by Mitch Kokai
Senior Political Analyst, John Locke Foundation
A $4 million federal study claims that perfume and female clothing can “strongly trigger gendered assumptions” that can prevent women from becoming cardiologists.
The National Institutes of Health is funding research on whether there is bias against women in the government’s peer review grant making process. Results produced by Dr. Molly Carnes, a woman, have concluded that women are at a disadvantage in receiving federal funding for their research. Carnes is the director of the University of Wisconsin’s Center for Women’s Health Research.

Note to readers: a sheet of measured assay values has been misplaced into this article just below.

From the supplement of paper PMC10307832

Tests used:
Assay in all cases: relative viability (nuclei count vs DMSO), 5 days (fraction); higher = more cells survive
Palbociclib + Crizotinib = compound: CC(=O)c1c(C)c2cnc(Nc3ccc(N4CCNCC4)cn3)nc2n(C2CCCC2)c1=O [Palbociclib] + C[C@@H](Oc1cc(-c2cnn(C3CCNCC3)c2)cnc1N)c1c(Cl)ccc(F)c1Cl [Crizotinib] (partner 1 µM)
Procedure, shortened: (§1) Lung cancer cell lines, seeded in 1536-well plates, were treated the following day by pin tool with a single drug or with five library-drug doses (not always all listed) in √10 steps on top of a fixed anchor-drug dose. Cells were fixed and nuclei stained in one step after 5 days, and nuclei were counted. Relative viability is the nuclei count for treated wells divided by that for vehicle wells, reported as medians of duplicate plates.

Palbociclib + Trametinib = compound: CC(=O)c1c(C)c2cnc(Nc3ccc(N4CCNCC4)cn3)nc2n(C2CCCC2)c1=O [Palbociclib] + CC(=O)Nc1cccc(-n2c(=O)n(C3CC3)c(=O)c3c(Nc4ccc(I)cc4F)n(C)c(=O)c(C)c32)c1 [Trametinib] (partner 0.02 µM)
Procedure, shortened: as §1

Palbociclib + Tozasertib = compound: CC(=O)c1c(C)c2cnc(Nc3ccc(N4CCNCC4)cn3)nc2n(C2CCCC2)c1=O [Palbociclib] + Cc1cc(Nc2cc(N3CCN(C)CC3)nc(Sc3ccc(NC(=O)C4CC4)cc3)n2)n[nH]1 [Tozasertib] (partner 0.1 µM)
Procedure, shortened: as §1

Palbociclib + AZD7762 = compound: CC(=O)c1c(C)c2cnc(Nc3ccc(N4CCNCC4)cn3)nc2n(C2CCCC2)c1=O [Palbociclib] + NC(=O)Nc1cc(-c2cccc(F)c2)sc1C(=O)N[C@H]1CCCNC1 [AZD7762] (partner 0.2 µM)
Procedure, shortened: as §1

One such paper, published in February, is entitled “Women Are Less Likely Than Men to Be Full Professors in Cardiology: Why Does This Happen and How Can We Fix It?”
The paper was funded by an NIH study that has received $3,927,208 since 2013, including $696,995 this year.
The paper argues that wearing perfume can disadvantage female heart doctors, and men who wear white coats and carry a stethoscope “could foster gender bias.”
“Trivial amounts of information (eg, the male or female name or picture on an application) bring unbidden the stereotype to mind,” Carnes and co-author C. Noel Bairey Merz, the director of the Women’s Heart Center at Cedars-Sinai Medical Center in Los Angeles. “Once activated, these stereotypes disadvantage women being evaluated for or in top leadership/high-status/technical roles.”
The paper also claims tall men have an advantage to becoming leaders in the cardiology field.